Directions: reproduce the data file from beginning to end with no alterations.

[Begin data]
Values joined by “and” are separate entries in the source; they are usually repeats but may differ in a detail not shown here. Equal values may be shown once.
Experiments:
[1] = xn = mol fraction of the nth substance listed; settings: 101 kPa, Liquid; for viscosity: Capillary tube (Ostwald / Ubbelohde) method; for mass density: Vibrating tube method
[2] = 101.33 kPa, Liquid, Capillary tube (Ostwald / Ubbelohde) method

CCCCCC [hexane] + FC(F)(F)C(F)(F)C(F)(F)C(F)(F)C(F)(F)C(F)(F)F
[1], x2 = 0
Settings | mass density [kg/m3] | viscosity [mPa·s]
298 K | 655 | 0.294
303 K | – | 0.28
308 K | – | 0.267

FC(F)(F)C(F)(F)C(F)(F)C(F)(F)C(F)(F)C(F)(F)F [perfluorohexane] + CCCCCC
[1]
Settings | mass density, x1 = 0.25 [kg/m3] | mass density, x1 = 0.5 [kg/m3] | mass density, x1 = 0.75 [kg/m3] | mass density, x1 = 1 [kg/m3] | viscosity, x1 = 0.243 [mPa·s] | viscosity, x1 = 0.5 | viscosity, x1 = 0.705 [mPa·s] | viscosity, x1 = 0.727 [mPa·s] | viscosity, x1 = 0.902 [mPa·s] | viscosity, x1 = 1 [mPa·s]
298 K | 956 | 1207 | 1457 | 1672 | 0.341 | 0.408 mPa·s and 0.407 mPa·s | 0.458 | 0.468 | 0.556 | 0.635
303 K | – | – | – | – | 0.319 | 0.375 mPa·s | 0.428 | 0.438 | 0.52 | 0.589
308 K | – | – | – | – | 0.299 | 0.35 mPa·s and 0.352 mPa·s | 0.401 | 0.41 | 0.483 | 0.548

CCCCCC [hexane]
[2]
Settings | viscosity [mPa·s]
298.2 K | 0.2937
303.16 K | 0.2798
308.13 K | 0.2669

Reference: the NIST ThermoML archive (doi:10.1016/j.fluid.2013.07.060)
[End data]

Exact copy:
Values joined by “and” are separate entries in the source; they are usually repeats but may differ in a detail not shown here. Equal values may be shown once.
Experiments:
[1] = xn = mol fraction of the nth substance listed; settings: 101 kPa, Liquid; for viscosity: Capillary tube (Ostwald / Ubbelohde) method; for mass density: Vibrating tube method
[2] = 101.33 kPa, Liquid, Capillary tube (Ostwald / Ubbelohde) method

CCCCCC [hexane] + FC(F)(F)C(F)(F)C(F)(F)C(F)(F)C(F)(F)C(F)(F)F
[1], x2 = 0
Settings | mass density [kg/m3] | viscosity [mPa·s]
298 K | 655 | 0.294
303 K | – | 0.28
308 K | – | 0.267

FC(F)(F)C(F)(F)C(F)(F)C(F)(F)C(F)(F)C(F)(F)F [perfluorohexane] + CCCCCC
[1]
Settings | mass density, x1 = 0.25 [kg/m3] | mass density, x1 = 0.5 [kg/m3] | mass density, x1 = 0.75 [kg/m3] | mass density, x1 = 1 [kg/m3] | viscosity, x1 = 0.243 [mPa·s] | viscosity, x1 = 0.5 | viscosity, x1 = 0.705 [mPa·s] | viscosity, x1 = 0.727 [mPa·s] | viscosity, x1 = 0.902 [mPa·s] | viscosity, x1 = 1 [mPa·s]
298 K | 956 | 1207 | 1457 | 1672 | 0.341 | 0.408 mPa·s and 0.407 mPa·s | 0.458 | 0.468 | 0.556 | 0.635
303 K | – | – | – | – | 0.319 | 0.375 mPa·s | 0.428 | 0.438 | 0.52 | 0.589
308 K | – | – | – | – | 0.299 | 0.35 mPa·s and 0.352 mPa·s | 0.401 | 0.41 | 0.483 | 0.548

CCCCCC [hexane]
[2]
Settings | viscosity [mPa·s]
298.2 K | 0.2937
303.16 K | 0.2798
308.13 K | 0.2669

Reference: the NIST ThermoML archive (doi:10.1016/j.fluid.2013.07.060)